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Clay v. Wall

United States District Court, D. Rhode Island

September 28, 2018

ANDREW BRIAN CLAY, Plaintiff,
v.
A. T. WALL, et al., Defendants.

          MEMORANDUM AND ORDER

          William E. Smith Chief Judge.

         Pending before the Court is Defendants' Motion to Dismiss (ECF No. 7) Plaintiff's Complaint (ECF No. 1). Plaintiff Andrew Brian Clay (“Plaintiff” or “Clay”), a prisoner at the Adult Correctional Institutions (“ACI”), has brought a pro se civil rights action pursuant to 42 U.S.C. § 1983 against Defendants A. T. Wall, Lieutenant Caverhali, Correctional Officer Mitchelle, and Correctional Officer Rugs (collectively “Defendants”), [1] all of whom are sued in their individual and official capacities. Defendants seek dismissal of the Complaint pursuant to Fed.R.Civ.P. 12(b)(6) because it fails to state a claim upon which relief may be granted due to Clay's failure to exhaust his administrative remedies at the ACI. For the reasons that follow, the Motion to Dismiss is DENIED.

         BACKGROUND

         Clay is an inmate at the ACI in Cranston, Rhode Island. Defendants are officials of the Rhode Island Department of Corrections (“RIDOC”) and/or officers at the ACI. In a “Statement of Claim” (ECF No. 1-1) attached to his Complaint, Clay alleges that on or about February 25, 2017, correctional officers (“COs”) at the ACI used excessive force in the process of “cuffing up” Clay. (Statement of Claim 1.) Clay was injured as a result and was transported to Rhode Island Hospital, where a CT scan was performed and he received a total of seventeen stitches. (Id.) He also lost a tooth. (Id.) Clay attempted to pursue his allegations regarding this incident through the RIDOC Grievance Procedure, but, he states, his attempts to do so were met with opposition from ACI personnel. (Compl. 8-9, ECF No. 1.)

         Clay filed the instant Complaint on October 11, 2017.[2]Defendants' Motion to Dismiss and memorandum in support thereof (“Defendants' Mem.”) were filed on December 19, 2017. Thereafter, Clay filed a response in opposition (“Response, ” ECF No. 14), and Defendants filed a Reply Memorandum (“Defendants' Reply, ” ECF No. 17) in support of their Motion to Dismiss.

         LAW

         I. 12(b)(6) Standard

         Under Rule 12(b)(6), the Court must construe the complaint in the light most favorable to the plaintiff, see Negron-Gaztambide v. Hernandez-Torres, 35 F.3d 25, 27 (1st Cir. 1994), taking all well-pleaded allegations as true and giving the plaintiff the benefit of all reasonable inferences, see Arruda v. Sears, Roebuck & Co., 310 F.3d 13, 18 (1st Cir. 2002); Carreiro v. Rhodes Gill & Co., 68 F.3d 1443, 1446 (1st Cir. 1995). “[I]f, under any theory, the allegations are sufficient to state a cause of action in accordance with the law, ” the motion to dismiss must be denied. Vartanian v. Monsanto Co., 14 F.3d 697, 700 (1st Cir. 1994).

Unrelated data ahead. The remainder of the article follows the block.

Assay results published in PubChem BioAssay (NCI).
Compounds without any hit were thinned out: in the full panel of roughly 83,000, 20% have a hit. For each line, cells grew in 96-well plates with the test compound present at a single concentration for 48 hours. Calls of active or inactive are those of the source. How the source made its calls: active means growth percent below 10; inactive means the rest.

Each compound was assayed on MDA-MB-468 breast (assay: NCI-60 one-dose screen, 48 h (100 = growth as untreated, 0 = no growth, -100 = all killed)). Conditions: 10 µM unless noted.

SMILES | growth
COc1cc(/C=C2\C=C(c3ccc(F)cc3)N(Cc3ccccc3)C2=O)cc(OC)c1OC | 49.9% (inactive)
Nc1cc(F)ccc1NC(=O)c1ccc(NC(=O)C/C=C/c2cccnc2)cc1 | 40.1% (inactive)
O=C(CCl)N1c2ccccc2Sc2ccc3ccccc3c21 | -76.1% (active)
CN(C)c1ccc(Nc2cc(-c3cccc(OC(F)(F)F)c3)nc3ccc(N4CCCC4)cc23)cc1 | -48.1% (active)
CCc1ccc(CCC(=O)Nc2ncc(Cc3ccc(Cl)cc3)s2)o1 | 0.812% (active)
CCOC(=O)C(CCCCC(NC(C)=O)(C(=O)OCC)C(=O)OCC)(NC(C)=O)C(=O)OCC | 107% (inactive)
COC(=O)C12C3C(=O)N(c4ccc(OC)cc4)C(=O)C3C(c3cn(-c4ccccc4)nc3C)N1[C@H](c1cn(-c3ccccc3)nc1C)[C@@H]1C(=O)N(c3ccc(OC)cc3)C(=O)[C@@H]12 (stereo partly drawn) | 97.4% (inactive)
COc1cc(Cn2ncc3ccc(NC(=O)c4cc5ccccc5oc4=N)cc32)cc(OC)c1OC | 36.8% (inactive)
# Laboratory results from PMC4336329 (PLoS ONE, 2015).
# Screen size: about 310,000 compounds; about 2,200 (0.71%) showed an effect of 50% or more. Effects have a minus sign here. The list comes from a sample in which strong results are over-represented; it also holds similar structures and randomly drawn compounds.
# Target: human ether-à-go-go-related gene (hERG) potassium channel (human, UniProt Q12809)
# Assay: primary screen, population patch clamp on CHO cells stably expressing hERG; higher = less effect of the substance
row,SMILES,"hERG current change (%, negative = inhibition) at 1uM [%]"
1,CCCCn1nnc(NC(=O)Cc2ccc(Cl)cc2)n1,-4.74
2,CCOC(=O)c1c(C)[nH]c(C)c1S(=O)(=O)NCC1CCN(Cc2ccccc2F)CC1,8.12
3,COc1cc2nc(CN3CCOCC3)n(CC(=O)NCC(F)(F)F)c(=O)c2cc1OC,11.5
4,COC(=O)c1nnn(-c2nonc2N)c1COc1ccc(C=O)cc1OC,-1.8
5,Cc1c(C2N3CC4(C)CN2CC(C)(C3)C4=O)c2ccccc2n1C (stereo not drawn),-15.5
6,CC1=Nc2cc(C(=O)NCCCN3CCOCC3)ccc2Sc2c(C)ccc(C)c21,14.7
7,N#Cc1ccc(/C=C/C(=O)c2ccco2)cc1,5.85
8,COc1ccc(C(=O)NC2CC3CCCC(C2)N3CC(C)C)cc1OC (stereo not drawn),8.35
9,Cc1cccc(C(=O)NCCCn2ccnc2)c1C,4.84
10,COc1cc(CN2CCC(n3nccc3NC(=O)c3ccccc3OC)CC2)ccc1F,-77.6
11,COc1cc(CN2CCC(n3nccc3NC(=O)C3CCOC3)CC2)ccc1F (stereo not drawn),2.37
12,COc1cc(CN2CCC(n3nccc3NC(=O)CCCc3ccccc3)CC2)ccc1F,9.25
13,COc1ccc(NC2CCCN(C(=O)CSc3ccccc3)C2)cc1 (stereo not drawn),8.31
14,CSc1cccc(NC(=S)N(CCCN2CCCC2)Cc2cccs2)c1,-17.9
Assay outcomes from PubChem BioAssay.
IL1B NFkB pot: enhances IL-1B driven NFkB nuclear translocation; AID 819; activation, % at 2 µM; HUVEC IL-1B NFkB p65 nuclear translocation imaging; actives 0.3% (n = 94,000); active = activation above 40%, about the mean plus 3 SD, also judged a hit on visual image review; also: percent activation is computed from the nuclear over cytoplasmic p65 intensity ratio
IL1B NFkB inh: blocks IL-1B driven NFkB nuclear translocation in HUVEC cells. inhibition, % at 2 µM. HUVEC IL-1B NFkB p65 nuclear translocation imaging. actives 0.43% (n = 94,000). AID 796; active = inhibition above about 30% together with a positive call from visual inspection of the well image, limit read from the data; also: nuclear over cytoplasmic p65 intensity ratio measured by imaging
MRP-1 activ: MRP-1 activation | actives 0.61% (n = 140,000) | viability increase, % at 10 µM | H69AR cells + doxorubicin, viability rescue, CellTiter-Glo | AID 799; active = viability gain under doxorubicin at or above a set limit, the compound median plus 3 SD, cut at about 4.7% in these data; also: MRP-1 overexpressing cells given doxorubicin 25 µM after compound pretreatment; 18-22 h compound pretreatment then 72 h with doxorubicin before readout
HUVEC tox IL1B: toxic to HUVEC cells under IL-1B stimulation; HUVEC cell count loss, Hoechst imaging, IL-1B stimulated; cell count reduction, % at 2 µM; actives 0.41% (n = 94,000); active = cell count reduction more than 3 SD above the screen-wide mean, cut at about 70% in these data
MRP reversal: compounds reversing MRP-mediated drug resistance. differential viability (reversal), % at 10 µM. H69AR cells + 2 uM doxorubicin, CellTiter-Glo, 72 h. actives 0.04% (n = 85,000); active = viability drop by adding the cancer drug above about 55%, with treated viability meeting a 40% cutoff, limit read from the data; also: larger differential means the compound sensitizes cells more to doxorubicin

While a plaintiff need not plead factual allegations in great detail, the allegations must be sufficiently precise to raise a right to relief beyond mere speculation. See Bell Atl. Corp. v. Twombly, 550 U.S. 544, 561-63 (2007) (abrogating the “no set of facts” rule of Conley v. Gibson, 355 U.S. 41, 44-45 (1957)). “The complaint must allege ‘a plausible entitlement to relief' in order to survive a motion to dismiss.” Thomas v. Rhode Island, 542 F.3d 944, 948 (1st Cir. 2008) (quoting Twombly, 550 U.S. at 559); see also Ashcroft v. Iqbal, 556 U.S. 662, 679 (2009) (“When there are well-pleaded factual allegations, a court should assume their veracity and then determine whether they plausibly give rise to an entitlement to relief.”). The Court of Appeals has cautioned that the “plausibility” requirement is not akin to a “standard of likely success on the merits, ” but, instead, “the standard is plausibility assuming the pleaded facts to be true and read in a plaintiff's favor.” Sepúlveda-Villarini v. Dep't of Educ. of P.R., 628 F.3d 25, 30 (1st Cir. 2010).